Back in the olden days, before the advent of digital cameras, photographers used a curious thing called film. Surely you remember having to feed a roll of the stuff into your analog camera. Then you’d take the roll to your local drug store and wait a week for it to be developed, only to discover that you had the lens cap on during the entirety of Cousin Ted’s birthday party.
Each week the CFTC publishes a Commitments of Traders Report (COT) in which “non-commercial” and “commercial” long and short futures positions are reported. Many people have expressed doubts as to the validity, accuracy and consistency of the data. However, my experience is that the data is mostly relevant, accurate, and useful in the long term, but not necessarily important each week.
There was a huge development reported in the silver market last week and how did the precious metal community respond? They basically ignored it. Go figure. So, I will try again to get the word out by presenting it in a different fashion.
Indian silver demand was so strong this year, that it produced a significant drawdown of U.K. silver inventories. Matter-a-fact, India had to access silver from China and Russia because available supplies from the U.K. were not sufficient.
“Whether the single medium is gold, silver, seashells, cattle, or tobacco is optional, depending on the context and development of a given economy. In fact, all have been employed, at various times, as media of exchange. Even in the present century, two major commodities, gold and silver, have been used as international media of exchange, with gold becoming the predominant one. Gold, having both artistic and functional uses and being relatively scarce, has significant advantages over all other media of exchange.
Since the beginning of World War I, it has been virtually the sole international standard of exchange. If all goods and services were to be paid for in gold, large payments would be difficult to execute and this would tend to limit the extent of a society's divisions of labor and specialization. Thus a logical extension of the creation of a medium of exchange is the development of a banking system and credit instruments (bank notes and deposits) which act as a substitute for, but are convertible into, gold.”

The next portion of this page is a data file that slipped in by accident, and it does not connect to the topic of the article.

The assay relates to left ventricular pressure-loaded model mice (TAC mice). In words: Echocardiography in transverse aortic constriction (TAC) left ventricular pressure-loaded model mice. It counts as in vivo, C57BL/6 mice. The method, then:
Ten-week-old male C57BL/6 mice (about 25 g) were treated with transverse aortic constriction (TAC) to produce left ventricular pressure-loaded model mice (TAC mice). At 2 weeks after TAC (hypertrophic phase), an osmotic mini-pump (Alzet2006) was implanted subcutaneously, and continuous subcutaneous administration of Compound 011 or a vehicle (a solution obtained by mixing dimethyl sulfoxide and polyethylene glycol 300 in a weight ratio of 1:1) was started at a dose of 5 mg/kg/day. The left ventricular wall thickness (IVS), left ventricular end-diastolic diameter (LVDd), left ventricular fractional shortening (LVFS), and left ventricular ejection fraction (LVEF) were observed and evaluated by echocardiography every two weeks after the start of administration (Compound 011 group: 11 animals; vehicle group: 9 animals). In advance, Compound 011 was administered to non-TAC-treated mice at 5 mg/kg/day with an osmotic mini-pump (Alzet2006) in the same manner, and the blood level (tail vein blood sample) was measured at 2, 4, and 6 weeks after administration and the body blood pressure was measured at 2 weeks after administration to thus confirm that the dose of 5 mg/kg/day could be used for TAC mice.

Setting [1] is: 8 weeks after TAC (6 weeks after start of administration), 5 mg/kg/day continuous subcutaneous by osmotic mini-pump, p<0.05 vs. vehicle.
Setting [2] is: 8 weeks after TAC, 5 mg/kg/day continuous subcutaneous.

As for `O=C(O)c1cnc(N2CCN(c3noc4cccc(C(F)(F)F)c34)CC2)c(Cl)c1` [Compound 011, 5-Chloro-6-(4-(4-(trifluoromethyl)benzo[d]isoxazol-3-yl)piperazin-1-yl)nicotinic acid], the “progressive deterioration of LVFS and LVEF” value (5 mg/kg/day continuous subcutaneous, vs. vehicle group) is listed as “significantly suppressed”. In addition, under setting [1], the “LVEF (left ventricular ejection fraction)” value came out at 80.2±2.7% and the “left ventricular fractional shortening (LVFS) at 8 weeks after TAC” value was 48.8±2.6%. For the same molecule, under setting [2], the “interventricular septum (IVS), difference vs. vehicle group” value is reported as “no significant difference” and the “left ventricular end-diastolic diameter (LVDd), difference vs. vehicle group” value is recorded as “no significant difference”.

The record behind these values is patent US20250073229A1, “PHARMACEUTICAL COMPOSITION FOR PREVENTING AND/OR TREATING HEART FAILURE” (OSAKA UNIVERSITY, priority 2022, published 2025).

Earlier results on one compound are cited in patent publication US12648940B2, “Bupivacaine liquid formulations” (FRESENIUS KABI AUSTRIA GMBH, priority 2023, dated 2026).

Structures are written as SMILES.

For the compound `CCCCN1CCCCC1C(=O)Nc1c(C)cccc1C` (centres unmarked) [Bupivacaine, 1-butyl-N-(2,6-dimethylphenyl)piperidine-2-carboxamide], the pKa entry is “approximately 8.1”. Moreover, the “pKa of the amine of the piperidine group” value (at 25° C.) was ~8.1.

- Alan Greenspan, former Chairman of the Federal Reserve
If you recall, we had two Fridays in a row where gold and silver prices were smashed early in the overnight hours and into the morning, only to turn around violently and close very strongly for the day and the week. This action is called an "outside reversal day" which over the years has been an extremely rare event in the precious metals. It has been rare in precious metals because it was not "allowed". When I say "allowed", please remember that COMEX is a paper exchange where possessing metal is not necessary to sell gold or silver. All you have to have is "money" to post as margin and you are allowed to sell as many contracts as you have margin for. There are "limits" to how many contracts one can buy or hold, these limits do not seem to have been enforced on the sell side ...JP Morgan's short position in silver as an example.
According to GFMS, the world is expected to see a peak in silver mine supply in the next 2-3 years. This statement including this year’s supply and demand statistics were released in the GFMS 2014 Silver Market Interim Report for the Silver Institute.
COT Silver Report - November 21, 2014
Silver is down 70% from its high of $48.70 an ounce back in April of 2011. And the calls from the mainstream are for silver prices to fall farther, as the Federal Reserve has stopped printing paper money and inflation is nowhere in sight. I beg to differ.
After the huge take-down in the price of silver on October 31st, demand for Silver Eagles skyrocketed. Then on Nov. 5th after silver was knocked down another 5%, the U.S. Mint suspended sales of Silver Eagles.
According to this chart, the Fed’s favorite “inflation barometer” – the “five-year forward five-year inflation expectations index” – has fallen to its lowest level since the 2008 financial crisis; you know, when oil was $40/bbl. and no one bought anything, as a cumulative “deer in headlights” syndrome engulfed the world. Quite amazing , considering U.S. stocks – which theoretically, should be the worst performing assets during deflation – are at (nominal) all-time highs; as well as high-end real estate, rare art and other “1%” assets.